Right next to the public toilets is a roundabout, and right in the middle of the roundabout is what can only be described as a 'monument', dedicated to more ill-fated troopers who went after some other bushranger. The monument is in fact a Grecian column. With what looks like flowers, and curtains, and scrolls on the side. And what appears to be a tea pot on the top. ('That's an urn, Timothy', said Mum when I ventured the tea pot theory out loud.) Such works of public art raise profound questions (quite aside from 'what the hell does it mean?'): is this supposed to be realism? I was conjuring up visions of a period of history when ancient Greeks would draw back curtains before the wondering eyes of their fellow citizens to unveil tea pots, balanced precariously atop a Grecian column.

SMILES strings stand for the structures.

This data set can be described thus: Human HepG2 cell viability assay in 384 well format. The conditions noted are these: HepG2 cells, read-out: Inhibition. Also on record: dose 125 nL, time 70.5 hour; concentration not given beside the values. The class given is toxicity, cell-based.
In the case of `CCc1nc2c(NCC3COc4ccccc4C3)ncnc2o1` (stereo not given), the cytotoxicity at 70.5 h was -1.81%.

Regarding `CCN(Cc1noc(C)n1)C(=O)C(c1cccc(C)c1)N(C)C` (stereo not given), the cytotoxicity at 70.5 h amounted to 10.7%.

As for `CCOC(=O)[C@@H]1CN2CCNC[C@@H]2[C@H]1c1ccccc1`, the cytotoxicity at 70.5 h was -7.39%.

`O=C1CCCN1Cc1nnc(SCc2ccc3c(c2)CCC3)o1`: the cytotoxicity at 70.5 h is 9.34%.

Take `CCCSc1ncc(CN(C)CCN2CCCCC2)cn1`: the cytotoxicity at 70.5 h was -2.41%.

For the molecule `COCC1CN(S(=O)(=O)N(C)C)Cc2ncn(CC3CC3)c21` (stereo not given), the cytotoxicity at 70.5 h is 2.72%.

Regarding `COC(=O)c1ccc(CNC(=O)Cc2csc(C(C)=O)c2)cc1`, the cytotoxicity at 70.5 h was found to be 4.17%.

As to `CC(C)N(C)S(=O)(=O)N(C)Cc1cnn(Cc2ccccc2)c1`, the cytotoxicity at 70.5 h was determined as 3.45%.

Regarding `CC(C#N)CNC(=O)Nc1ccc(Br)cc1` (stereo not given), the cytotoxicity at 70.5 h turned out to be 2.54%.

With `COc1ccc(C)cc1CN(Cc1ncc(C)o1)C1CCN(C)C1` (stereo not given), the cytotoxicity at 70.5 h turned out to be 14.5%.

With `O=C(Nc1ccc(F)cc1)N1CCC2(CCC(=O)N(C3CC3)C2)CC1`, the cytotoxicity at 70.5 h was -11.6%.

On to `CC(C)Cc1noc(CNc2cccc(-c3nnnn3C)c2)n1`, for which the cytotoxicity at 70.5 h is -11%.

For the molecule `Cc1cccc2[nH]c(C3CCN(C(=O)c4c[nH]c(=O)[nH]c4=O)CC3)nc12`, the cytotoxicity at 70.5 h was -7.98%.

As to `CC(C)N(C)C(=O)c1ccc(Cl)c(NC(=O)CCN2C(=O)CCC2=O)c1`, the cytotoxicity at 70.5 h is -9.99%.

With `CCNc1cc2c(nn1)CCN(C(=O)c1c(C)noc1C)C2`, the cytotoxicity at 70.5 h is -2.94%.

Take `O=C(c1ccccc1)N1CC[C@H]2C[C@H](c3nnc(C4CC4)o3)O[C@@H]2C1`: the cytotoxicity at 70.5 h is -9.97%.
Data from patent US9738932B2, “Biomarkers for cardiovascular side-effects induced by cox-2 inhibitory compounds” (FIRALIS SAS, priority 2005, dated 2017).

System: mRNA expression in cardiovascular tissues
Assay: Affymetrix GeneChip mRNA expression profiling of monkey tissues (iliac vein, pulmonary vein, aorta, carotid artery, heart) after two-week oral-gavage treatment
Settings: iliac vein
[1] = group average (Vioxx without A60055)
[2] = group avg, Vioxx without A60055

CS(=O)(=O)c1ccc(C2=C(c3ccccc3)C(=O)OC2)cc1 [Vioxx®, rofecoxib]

Well, Mum and I walked around the monument in a bemused fashion a couple of times, and then went back to the car. "The least they could do is have a monument in European style, with an important little man on a horse flourishing a sword or something in the air," I said.
And that is the last thing that I have to say for the moment about the pleasant little town of Mansfield, Victoria.